bengt wrote: One issue (already mentioned here) is education. I came from a country that is constantly ranked number 1 (or 2) in this area globally. We have 1 teacher per class (25-30 kids, in elementary school) and the school has typically 1 admin assistant, 1 auxiliary teacher and 1 headmaster. This is enough for world class results. What I have understood in CA, is that there are - in addition to actual teachers and assistant teachers in a small class- massive amount of taxpayer funded parasites in various administrative positions adding no value whatsoever and the result is comparable to a 3rd world country where kids can barely read or write English. Despite what Teacher Union says, class size has no effect to actual education results: it is just a way to bloat the system with extra teachers.
Calif (if not most school districts in the country) could learn a lot from the model under which you studied. Is the difference student motivation?
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Post by Beagler »

dmcmahon wrote: Tax rates are already very high here. They can try raising them some more, but I expect it will just drive more people and businesses out of the state. High real estate prices have been driving people out anyway. You can't get blood out of a stone.
Plenty of people are leaving California for lower tax states. Didn't DFA relocate a lot of its people from Calif to Austin a couple of years ago?

Lot of us known people who've left Calif for lower tax states -- esp. relatively successful people. Those left behind will be paying higher and higher taxes. Pity Calif can't restrain its spending like any responsible household. As they say, nice place to visit, but....
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Post by Beagler »

Just for fun here's a sampling of what a Calif biz deals with:

http://tinyurl.com/9r9793
http://tinyurl.com/86m9mt
http://tinyurl.com/8xukw6
stan1
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Post by stan1 »

A lot of the bureaucracy in education has been imposed by testing standards, which were intended to improve performance but actually mean that teachers teach to the test, and other well intentioned but bureaucratic ideas from above like "No Child Left Behind."

There are about 1000 school districts in California. People want local control of schools, so we pay for it.

In some ways education is like the auto industry: built for a different era with a lot of structural barriers to change no matter how visionary the leadership is.
johnjtaylorus
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Post by johnjtaylorus »

Perhaps California should appeal to Mexico for financial help?
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Post by Ricola »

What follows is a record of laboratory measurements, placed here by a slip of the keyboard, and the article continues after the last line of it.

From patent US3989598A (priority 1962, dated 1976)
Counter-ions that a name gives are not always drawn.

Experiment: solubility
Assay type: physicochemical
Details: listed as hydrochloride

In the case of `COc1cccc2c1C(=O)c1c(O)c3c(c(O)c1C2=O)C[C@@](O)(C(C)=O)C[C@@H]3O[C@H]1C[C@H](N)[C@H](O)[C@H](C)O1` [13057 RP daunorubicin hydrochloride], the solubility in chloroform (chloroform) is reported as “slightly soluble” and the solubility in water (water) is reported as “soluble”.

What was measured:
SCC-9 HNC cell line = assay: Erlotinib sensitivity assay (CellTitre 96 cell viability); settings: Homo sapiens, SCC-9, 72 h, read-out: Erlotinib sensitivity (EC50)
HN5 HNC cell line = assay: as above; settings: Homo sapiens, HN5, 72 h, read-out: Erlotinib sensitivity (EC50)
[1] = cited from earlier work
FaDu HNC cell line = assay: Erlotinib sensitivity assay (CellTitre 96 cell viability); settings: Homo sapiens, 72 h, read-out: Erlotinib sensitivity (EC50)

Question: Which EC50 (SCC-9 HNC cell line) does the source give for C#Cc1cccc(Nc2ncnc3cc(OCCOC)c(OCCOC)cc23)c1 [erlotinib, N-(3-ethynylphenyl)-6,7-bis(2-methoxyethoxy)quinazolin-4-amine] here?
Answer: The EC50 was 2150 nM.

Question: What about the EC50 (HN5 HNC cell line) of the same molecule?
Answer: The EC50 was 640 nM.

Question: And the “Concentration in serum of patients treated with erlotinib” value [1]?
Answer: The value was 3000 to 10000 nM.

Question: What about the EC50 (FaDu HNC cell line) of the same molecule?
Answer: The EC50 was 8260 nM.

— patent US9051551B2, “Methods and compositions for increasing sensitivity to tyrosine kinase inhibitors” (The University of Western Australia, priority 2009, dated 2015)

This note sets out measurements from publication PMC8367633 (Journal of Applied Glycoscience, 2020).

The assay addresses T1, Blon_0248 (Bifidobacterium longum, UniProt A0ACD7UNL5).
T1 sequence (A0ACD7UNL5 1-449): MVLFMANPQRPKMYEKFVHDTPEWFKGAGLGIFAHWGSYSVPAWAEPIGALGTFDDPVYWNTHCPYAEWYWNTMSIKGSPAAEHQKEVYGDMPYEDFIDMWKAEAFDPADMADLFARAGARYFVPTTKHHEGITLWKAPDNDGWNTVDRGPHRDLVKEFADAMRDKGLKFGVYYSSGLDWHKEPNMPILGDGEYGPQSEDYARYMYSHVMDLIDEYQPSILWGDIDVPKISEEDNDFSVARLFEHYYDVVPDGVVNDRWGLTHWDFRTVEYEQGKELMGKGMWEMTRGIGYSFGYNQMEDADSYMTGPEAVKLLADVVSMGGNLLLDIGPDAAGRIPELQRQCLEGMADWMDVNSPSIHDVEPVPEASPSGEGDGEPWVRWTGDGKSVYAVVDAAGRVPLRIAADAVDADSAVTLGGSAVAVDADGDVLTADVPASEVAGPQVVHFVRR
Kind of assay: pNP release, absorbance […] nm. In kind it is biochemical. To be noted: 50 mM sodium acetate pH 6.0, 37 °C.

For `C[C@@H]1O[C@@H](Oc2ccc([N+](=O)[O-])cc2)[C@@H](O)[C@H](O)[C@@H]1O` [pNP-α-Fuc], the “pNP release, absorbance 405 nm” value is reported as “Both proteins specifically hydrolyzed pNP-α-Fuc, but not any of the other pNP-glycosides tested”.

stan1 wrote:A lot of the bureaucracy in education has been imposed by testing standards, which were intended to improve performance but actually mean that teachers teach to the test, and other well intentioned but bureaucratic ideas from above like "No Child Left Behind."
I never understood why people don't like the idea of teaching to the test. If you want students to understand Algebra, you put Algebra on the test. Guess what, they have to learn Algebra to the pass the test. Every other field of endeavor has to teach to the test; driver license, military training, pilots, doctors, are all taught knowing there are tests or hurdles that must be passed. From experience I also know there are a lot of teachers that prefer to do there own thing and not be forced to teach to any standards, curriculum, or outcome.
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Post by cato »

Paladin wrote:Could not agree more. I don't get how the state can't make ends meet. It can't do it in relatively good times either.
Really? Did you know California is opening a brand new law school at UC Irvine? The school's expectation is that none of the students will pay any tuition at all:

http://www.law.uci.edu/paying_for_uci_law.html

Obviously, CA desparately needs more lawyers. Subsidizing them will make the state much more competitive. We need to put fire protection, primary education, and the prison system on hold, so we can create more lawyers......
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Post by sopogah »

California has more lawyes than Japan has engineers :lol:
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Post by AnotherCFP »

EmergDoc wrote:
epilnk wrote: This doesn't work at the federal level - see the Bush tax cuts, for example. At the state level where balanced budgets are mandated there is more potential. But we're seeing quite a bit of revenue decline here in CA and they're having a lot of trouble adjusting to it.
It works at the federal level because the federal government can print more money (a hidden tax). It does not work at the state level because they cannot do that. Thus the importance of balanced budget amendments.

What I'm not sure of is whether it would be wise to balance the federal budget. Clearly our deficit/debt is getting out of control, but as I understand it, a little deficit/debt is probably a good thing.
First of all Why can't California issue bonds just like the Feds can?
What if that happened to the U.S. Gov't?
There is one VERY scary issue that this should bring to light and it is this:

How much longer before the US Gov'ts fiscal situation starts to look like California? At what point do our liabilities become payable and the inflation spiral begins to haunt future growths ability to pay down out massive deficit.

on a side note:
Per Wiki: So if Interest on our debt is currently 9% of the total US budget. What if our interest costs doubled from 2007 levels? By my back of envelope calculation That would amount to a 1/3 cut in all spending sans defense, entitlements and mandatory spending.

Its hard to scare me more than by looking at links like this.

http://en.wikipedia.org/wiki/Us_budget

sorry about the thread jacking.
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cmarino